Monday, November 4, 2013

What is "the New Wave"? What is "sex in science fiction"?

Well, yet again I've written and suppressed a very very very long and cranky post, this time a reaction to Lee Konstantinou's rave review in the Los Angeles Review of Books of Kingsley Amis's two "science fiction" novels. Konstantinou's review is a mess, a terrible, terrible mess, in which I could seldom read longer than two sentences without going "What? That's just plain wrong," or "You have no idea what you're talking about," or "What you've actually written is the opposite of what you seem to think you mean, and both options are terrible." This weekend I wrote a, basically, paragraph-by-paragraph reaction to it, but looking over it now it feels petty and mean. Konstantinou, as an associate editor at LARB, is a part of the gatekeeping apparatus, which makes his apparently total cluelessness (and his terrible writing) galling. But still.

There are two parts of his review, though, that I do think need to be addressed. This post deals with one of them; I will write about the other later this week.

Konstantinou writes:

Throughout [Amis's atrociously stupid book about science fiction] New Maps of Hell, Amis repeatedly laments that science fiction is nearly asexual. It “unshackles the libido but seldom, often appearing to go out of its way to be chaste,” he writes. Indeed, for all its imagination, “the nature and direction of sexual interest in science fiction is almost oppressively normal.” An attempt to correct this tendency, The Alteration might justly be viewed as belonging to the New Wave’s historical unshackling of the genre’s libido, just as much as any work by Ursula K. Le Guin, Samuel R. Delany, or Joanna Russ. Amis finds in human sexual development a potent metaphor for thinking critically about the nature and significance of SF.
I'll start with "the New Wave." Contemporary usage is, I acknowledge, against me here, and as such I'm not blaming Konstantinou specifically for this, but I do think it's important to have a historical awareness of what lies behind this term.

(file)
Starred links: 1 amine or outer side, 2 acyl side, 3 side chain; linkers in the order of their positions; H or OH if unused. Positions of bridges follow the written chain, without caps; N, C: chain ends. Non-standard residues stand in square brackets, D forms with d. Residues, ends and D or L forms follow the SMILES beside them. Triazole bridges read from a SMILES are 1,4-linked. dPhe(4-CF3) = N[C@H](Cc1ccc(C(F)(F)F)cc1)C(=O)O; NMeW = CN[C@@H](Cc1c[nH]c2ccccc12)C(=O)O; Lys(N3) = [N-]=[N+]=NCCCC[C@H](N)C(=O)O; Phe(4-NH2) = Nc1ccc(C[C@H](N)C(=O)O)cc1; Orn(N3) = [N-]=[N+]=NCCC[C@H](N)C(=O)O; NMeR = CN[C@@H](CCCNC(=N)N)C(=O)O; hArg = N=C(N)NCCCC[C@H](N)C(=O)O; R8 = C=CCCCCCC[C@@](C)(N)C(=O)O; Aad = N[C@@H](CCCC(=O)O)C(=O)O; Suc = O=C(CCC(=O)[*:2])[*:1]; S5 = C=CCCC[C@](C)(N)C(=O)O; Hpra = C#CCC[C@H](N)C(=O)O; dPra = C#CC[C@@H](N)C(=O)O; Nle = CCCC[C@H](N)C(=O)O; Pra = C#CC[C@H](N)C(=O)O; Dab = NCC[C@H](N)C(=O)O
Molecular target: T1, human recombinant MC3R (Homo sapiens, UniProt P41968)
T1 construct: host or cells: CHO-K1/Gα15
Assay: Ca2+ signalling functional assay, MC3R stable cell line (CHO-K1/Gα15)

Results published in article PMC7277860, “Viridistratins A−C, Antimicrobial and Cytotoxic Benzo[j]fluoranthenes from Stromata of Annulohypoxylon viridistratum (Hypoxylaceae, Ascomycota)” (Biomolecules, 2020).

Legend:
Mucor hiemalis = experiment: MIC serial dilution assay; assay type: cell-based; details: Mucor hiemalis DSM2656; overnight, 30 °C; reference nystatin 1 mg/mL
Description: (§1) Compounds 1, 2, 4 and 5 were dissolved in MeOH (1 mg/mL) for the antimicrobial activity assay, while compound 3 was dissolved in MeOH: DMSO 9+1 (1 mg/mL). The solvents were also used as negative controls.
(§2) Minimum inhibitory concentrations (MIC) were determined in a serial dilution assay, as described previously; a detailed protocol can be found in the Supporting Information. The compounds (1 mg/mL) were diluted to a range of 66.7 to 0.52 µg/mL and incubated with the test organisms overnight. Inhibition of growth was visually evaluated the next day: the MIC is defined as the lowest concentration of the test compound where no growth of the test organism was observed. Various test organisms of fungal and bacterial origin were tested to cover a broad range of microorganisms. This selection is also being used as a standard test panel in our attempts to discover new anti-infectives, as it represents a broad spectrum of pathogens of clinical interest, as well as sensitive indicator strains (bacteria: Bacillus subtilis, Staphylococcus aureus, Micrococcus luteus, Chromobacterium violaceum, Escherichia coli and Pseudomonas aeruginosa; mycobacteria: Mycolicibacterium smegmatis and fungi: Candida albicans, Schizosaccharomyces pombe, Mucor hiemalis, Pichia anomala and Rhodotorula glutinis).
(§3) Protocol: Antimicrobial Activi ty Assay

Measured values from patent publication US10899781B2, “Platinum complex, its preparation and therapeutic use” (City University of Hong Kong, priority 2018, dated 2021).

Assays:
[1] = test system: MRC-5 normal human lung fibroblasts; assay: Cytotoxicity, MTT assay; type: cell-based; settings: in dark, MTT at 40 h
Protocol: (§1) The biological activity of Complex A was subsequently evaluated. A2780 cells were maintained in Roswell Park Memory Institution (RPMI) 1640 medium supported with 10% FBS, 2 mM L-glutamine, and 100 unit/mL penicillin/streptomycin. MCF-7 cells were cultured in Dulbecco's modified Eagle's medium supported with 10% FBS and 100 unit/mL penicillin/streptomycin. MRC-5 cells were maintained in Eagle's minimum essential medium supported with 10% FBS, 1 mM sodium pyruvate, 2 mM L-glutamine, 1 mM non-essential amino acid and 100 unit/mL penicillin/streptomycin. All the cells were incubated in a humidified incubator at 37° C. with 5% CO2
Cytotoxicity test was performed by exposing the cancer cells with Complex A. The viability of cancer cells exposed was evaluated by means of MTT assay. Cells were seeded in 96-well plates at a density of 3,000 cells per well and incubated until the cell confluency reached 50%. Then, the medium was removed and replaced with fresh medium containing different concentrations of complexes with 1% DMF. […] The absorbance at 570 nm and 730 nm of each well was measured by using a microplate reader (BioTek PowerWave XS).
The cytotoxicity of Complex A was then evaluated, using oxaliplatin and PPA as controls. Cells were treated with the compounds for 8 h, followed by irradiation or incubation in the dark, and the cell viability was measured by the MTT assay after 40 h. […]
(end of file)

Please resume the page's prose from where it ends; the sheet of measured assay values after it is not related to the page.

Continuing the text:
The term "the New Wave" first entered the science fiction field when Judith Merril compared the work of a very small number of writers, most of them British, all of them associated with the British magazine New Worlds under Michael Moorcock's late 60s editorship, to the famous (and then-current) French New Wave in cinema. It was a moderately useful comparison: they were a group of writers who were conscious of trying to do something different, who were under the sway of a certain set of critical theories, who were tied together by one venue, a shared audience, and a central personality. Very soon, however, sf readers and editors started applying the term willy-nilly to anyone anywhere who was doing work that was in some notable way different from that of the so-called "Golden Age" of the 30s and 40s. What this ends up doing, though, is flattening out this "difference," making it appear as though all these different people were doing much the same thing for much the same reason; not only that, but it ignores the crucially important decade of the 50s.

The New Worlds writers, to all appearances, really did want to break with the entire tradition of sf; so too did some of the other notable writers of the 60s (Vonnegut, say), but many others (Russ, Delany) did not. They wanted to change things, they wanted to do their own thing, but they very much saw their contributions as a part of a continuous tradition--one which, significantly, included that work done in the 50s, which itself was much more varied than what had come before it. (Some others, like Le Guin, would have us believe that they gave all this no thought, though I often wonder how literally true this is.)

I think that, if we are to retain the term "New Wave" at all (a big if), it should be applied only as Merril originally meant it. In this usage, it makes sense to call J.G. Ballard New Wave, and Brian W. Aldiss, and the Americans Pamela Zoline and Thomas M. Disch. They are all very different writers--much as, say, Truffaut, Godard, and Varda are all very different directors--but there is a cohesiveness to their enterprises (as there is with those directors) that there simply is not with the other writers. To call not only these New Worlds writers but also people like Le Guin, Delany, and Russ (and all the others who often get lumped in with them, everyone from Tiptree to Ellison to Zelazny) "New Wave" flattens their differences just as much as it would to say that, for example, Ingmar Bergman and Kenneth Anger are also "New Wave" directors, because they also made movies notably different from those in the main stream at very roughly the same(ish) time as the French directors did.

Next let's deal with older sf's lack of sexuality (a tendency, incidentally, which had begun to break down long before the advent of the New Wave or of the specific writers Konstantinou lists). There are two very different but equally crucial things to think about here.